But I found it to be somewhat problematic at first.
Hohokum feels like you're playing through a drug-induced cartoon from half a century ago in some ways. I half expected to be ambushed by Blue Meanies as I meandered through its myriad worlds. It's lovely to behold with its bright, bold colour scheme and cutesy art courtesy of Richard Hogg. I spent a good deal of time in one chamber of the game where the long, snake-like, cycloptic rainbow eel thingy that you control links up with a bunch of friends and they all respond to your controller inputs for a bit. It was like playing with a virtual spirograph, and I just danced for a bit with my rainbow eel chums and I looked up and I'd been doing it for almost half an hour.
That's probably my favourite bit of Hohokum so far, to be honest. it's a simple game once you peel away the quirky art. You steer this one-eyed spectrum snake around, occasionally slowing it down, sometimes speeding it up. And that's it. There are a bunch of multi-screen levels to the game that present you with some sort of bizarre tableau and just leave you to figure things out for yourselves. It's like a PixelJunk Proteus in some ways, or what Nokia's Snake did during the acid years, forgetting all about eating that square pixel, and going on a colourful bender.Click here to read more...
Platform: PS Vita (reviewed)
Developer: Wales Interactive
Gravity Badgers joins the illustrious line of rubbish games with fantastic names. Though nowhere near as bad as the genuinely offensive Hyper Fighters, this Angry Birds clone really does the bare minimum to live up to its sensational monicker.
Seriously: Gravity Badgers. Gravity. Badgers. What a waste.
I never, ever, use the term 'clone' lightly, but I'm afraid that Gravity Badgers earns it hands-down. We find ourselves flinging badgers into outer space by virtually pulling back and dragging them across the screen, only instead of castles, they're presented with an array of physics-based obstacles. Critically, celestial bodies can either attract or repel your furry cosmonaut, deflecting their path towards the exit. Judge it right and you can pull off crazy slingshot effects; mis-cue and you'll send your badger into deep space.Click here to read more...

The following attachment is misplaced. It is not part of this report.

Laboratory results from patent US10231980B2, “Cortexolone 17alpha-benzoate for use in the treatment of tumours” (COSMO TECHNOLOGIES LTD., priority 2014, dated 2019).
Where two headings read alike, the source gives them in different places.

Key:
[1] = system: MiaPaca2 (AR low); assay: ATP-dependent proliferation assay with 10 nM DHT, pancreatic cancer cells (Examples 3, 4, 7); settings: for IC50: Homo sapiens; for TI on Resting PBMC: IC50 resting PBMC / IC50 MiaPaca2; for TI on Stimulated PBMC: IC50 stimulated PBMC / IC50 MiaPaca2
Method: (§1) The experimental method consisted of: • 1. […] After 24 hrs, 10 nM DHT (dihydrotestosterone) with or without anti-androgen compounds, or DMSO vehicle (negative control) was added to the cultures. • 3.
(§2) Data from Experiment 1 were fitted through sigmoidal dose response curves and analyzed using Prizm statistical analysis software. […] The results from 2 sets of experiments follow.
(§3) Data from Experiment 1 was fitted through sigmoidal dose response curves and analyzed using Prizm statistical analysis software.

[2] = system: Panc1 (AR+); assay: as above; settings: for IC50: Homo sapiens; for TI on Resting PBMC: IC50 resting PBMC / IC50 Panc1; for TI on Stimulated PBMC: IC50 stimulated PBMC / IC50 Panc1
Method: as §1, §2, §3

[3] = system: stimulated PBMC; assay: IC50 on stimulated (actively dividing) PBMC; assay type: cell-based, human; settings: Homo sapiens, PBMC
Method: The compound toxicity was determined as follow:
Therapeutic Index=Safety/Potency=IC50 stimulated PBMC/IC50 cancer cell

Platform: PS Vita
Developers: Playrise Digital
Racers, start your engines! Well, charge up your PlayStation Vitas first, as I’ve no doubt many of you haven’t had a reason to put it on for a while unless you’re a fan of niche Japanese titles. But that’s about to change and for a no-excuses price of £4.99 too.
Table Top Racing is an arcade racing title with healthy influences from the likes of Micro Machines and the weapon-sporting Mashed (but not Wrecked, thankfully). You race miniature toy cars across a range of tracks that include sushi restaurants, picnic areas and tables full of junk. Every course is fantastically designed with lots of tight turns and sudden shear edges that keep the racing pack together throughout.
Slight rubber-banding keeps the races tight too, but when some laps are as short as twenty seconds it never feels unfair. The AI is sharp too, especially in the later tournaments. Unlike many racers with weapons though, the AI don’t just focus on you, instead they’ll ruthlessly fight amongst themselves, often providing you with a chance to slip by an angry huddle, although you’ll often risk a rocket up the backside for such slyness.Click here to read more...
The term "game" is rapidly becoming more and more reductive. It implies something frivolous, something inseparable from play, and although so much of what this industry does is provide us with ways to play, to relax, to unwind, and to otherwise entertain ourselves, the term ignores the fact that this interactive medium is better equipped than most to deal with serious subject matter in a profoundly affecting manner.
The term "game" is ill at ease with the first-person exploration titles like Dear Esther and Gone Home, with the experiential delights of Journey and Proteus, and its a term that I apply loosely to MIND: Path to Thalamus simply because we've failed to collectively come up with a better one as an industry. If you were looking for a different description, though, I might tell you it was an interactive narrative journey, or the gamified manifestation of a protagonist's guilty psyche, or a mind-bending first-person puzzler that's heavy on psychological reflection and magical realism.
The elevator pitch is ambitious, and MIND is certainly a game that feels a bit unique, a little bit special at times. When its elements all come together, Path to Thalamus has the capability to really engage and engross. Unfortunately, it's a shame that there are a few things here that conspire to make the game something of an uneven experience.Click here to read more...